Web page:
Whether you’re big into Japanese food or not (we hope that you are!), you probably already know what ramen is. But did you know that there are literally hundreds of different types of ramen, with seemingly endless opportunities for variations in soup base, noodles, topping, and even the way it is served?
To give you a glimpse of what’s out there, we’ve compiled a speedy guide to the basic types of ramen and their characteristics, as well as some examples of regional ramen and a few simple ramen recipes that you can make at home.
5 Types of Standard Ramen To Know
Shoyu Ramen (Soy Sauce)
Shoyu or soy sauce ramen is the most common type of ramen in Japan. The country’s first ever ramen restaurant was based in Asakusa, Tokyo, and began captivating the public with its shoyu ramen more than 100 years ago. Shoyu ramen is made by combining a soy sauce-based soup with dashi (broth) made from pork, chicken, seafood, and other ingredients. The type of soy sauce and soup stock varies from shop to shop and region to region.
We want to introduce this recipe for mild soy sauce-based ramen with soup stock made from dried anchovy and with plenty of umami flavor. Although it has a simple seasoning, it brings out the full flav...
Shio Ramen (Salt)
Shio ramen is characterized by a light, refreshing taste and a clear and transparent soup base. Compared to soy sauce and miso ramen styles, which are defined by their rich soup, chefs making shio ramen are more likely to place emphasis on the accompanying ingredients inside the soup. That said, lately we have spotted styles of shio ramen with a more robust broth coming onto the scene.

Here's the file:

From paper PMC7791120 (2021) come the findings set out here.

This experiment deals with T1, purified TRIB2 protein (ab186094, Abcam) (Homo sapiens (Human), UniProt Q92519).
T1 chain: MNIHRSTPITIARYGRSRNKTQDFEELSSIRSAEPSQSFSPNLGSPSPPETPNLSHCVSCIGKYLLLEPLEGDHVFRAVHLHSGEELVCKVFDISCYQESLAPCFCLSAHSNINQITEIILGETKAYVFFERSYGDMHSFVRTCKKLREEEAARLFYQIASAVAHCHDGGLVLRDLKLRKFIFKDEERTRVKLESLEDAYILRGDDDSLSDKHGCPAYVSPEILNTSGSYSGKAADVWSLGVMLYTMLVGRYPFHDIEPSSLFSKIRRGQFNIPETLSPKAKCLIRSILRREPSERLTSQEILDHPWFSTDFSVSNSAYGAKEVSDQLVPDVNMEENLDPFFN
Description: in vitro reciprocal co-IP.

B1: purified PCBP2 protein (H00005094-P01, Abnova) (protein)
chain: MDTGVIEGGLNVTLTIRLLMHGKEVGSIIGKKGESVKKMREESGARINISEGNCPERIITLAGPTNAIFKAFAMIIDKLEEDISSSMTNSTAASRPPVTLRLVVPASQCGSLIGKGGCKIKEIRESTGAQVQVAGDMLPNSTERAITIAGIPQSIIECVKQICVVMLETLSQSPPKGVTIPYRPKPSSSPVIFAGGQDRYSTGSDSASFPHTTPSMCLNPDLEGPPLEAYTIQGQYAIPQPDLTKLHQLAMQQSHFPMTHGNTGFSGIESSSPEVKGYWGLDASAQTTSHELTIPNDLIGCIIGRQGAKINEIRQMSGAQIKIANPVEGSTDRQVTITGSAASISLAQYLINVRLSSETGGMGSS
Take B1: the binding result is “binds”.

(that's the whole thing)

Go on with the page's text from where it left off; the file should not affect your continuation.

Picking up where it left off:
Miso Ramen (Miso)
Miso Ramen is rich, hearty, and packs a punch in the flavor department thanks to a generous addition of miso to the soup base. A specialty of the city of Sapporo, in snowy Hokkaido Prefecture, miso paste, vegetables, and broth are stir-fried at high temperatures to create a unique umami broth that equals a perfect winter warmer.
Tonkotsu Ramen (Pork)
Tonkotsu Ramen is made by boiling pork bones for several hours to create a milky white soup that is also deliciously dense. The color, thickness, and flavor of the soup vary depending on the part of the pig used and the amount of time the bones are boiled, though garlic is a common seasoning. (Just a warning: this isn’t really a date-night kinda food…)
One key characteristic of tonkotsu ramen is the use of thin noodles. Since the portion of noodles is relatively small, many restaurants in Kyushu and Hakata in Fukuoka Prefecture have a system called kaedama or "doubling up," where you can ask for free noodle refills.
Tonkotsu Ramen is massively popular in Japan, especially in Kyushu in the south, and it’s the main variety of ramen that you’ll find outside of Japan, too.
Tori Paitan Ramen (Chicken)